The Church of Scientology has launched an advertising campaign against an upcoming HBO documentary about the religion. The full-page ad, which appeared in the New York Times on Friday, says the film will broadcast false information.
The ad appears on page A11 in the New York Times with a photo of Alex Gibney, the director of the HBO documentary, "Going Clear: Scientology and the Prison of Belief." The film, which profiles eight former members of the Church of Scientology, will premiere at the Sundance Film Festival on Jan. 25 before its limited release in a small number of theaters. It will premiere on HBO starting March 16.
In large, bold print, the ad asks, “Is Alex Gibney’s Upcoming HBO ‘Documentary’ a Rolling Stone/UVA Redux?” The headline, of course, is a pointed reference to a November article in Rolling Stone magazine that has been criticized for its discrepancies while reporting on a rape at the University of Virginia.
“HBO is planning to air a documentary about the Church of Scientology, and like Rolling Stone, HBO is not confirming facts central to its film,” the ad states, adding that the church made 12 fact-checking requests to HBO and the documentary’s director, Alex Gibney, that were rejected.
“Going Clear” is based off the 2013 book of the same name. The nonfiction book, written by Pulitzer Prize-winning author Lawrence Wright, includes interviews with former Scientologists who criticize the religion as well as an analysis of the church’s relationship with Hollywood actors Tom Cruise and John Travolta.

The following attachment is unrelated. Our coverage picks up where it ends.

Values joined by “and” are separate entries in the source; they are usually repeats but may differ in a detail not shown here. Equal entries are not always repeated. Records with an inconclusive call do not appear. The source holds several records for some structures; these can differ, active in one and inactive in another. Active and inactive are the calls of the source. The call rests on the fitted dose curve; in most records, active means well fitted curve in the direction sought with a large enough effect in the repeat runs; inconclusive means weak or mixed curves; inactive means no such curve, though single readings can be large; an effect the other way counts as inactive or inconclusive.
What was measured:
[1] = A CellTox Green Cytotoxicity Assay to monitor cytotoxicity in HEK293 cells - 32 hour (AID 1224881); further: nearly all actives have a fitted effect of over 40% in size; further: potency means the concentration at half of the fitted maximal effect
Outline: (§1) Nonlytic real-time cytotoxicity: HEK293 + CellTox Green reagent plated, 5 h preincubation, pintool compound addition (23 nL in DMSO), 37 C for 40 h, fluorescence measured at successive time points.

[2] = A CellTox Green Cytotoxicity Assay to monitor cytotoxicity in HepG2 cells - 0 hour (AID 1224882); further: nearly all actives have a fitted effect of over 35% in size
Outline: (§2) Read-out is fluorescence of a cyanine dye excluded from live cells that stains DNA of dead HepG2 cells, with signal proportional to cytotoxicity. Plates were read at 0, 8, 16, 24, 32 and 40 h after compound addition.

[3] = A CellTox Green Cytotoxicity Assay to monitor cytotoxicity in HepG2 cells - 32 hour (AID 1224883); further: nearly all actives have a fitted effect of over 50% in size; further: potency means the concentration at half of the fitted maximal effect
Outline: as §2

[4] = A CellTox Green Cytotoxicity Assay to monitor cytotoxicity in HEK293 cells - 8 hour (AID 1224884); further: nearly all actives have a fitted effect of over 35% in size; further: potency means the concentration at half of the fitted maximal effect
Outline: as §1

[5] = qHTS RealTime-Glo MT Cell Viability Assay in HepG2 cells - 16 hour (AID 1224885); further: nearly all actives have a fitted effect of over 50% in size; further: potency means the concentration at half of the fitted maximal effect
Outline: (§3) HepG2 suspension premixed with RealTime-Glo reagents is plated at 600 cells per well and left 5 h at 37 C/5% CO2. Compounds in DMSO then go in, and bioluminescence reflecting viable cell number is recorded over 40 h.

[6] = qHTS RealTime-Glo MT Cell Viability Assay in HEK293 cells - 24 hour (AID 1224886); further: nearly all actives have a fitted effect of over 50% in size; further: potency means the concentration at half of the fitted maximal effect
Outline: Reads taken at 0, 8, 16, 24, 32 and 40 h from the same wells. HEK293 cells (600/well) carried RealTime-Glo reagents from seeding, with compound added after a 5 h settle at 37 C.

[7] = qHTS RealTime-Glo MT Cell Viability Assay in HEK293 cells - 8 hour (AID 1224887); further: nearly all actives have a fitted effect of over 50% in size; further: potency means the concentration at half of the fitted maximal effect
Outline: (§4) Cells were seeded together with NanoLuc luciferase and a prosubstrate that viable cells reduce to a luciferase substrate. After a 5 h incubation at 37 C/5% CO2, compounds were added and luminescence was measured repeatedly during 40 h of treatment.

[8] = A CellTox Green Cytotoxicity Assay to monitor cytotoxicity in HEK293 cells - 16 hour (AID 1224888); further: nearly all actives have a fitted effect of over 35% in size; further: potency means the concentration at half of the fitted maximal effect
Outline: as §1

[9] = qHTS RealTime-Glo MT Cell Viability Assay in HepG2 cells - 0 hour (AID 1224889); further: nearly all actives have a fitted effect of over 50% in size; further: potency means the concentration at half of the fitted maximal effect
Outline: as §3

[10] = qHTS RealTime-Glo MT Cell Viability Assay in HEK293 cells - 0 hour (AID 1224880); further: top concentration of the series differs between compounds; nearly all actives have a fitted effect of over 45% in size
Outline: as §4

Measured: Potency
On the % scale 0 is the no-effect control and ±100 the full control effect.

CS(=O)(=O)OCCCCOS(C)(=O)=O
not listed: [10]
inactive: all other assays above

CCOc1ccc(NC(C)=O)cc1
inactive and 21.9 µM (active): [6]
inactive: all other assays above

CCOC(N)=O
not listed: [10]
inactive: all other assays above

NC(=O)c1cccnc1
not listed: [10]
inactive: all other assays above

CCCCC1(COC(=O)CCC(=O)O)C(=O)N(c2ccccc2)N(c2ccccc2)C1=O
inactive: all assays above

“Primary sources for the Wright book have not had any involvement with or firsthand knowledge of the church of approximately 10 to 30 years,” the ad states.
The ad makes other allegations against the book’s sources, including individuals who have “admitted committing and suborning perjury,” are “known associates of a cyberterrorism hacking group” and “left the church after admitting to such things as malfeasance that cost the church significant amounts of money; violent outbursts; and initiating sexual relationships with those they were purportedly counseling in the role of church minister.”
In a tweet published on Friday morning, director Alex Gibney called the ad a “chosen device of a business protecting market share, not church protecting belief.”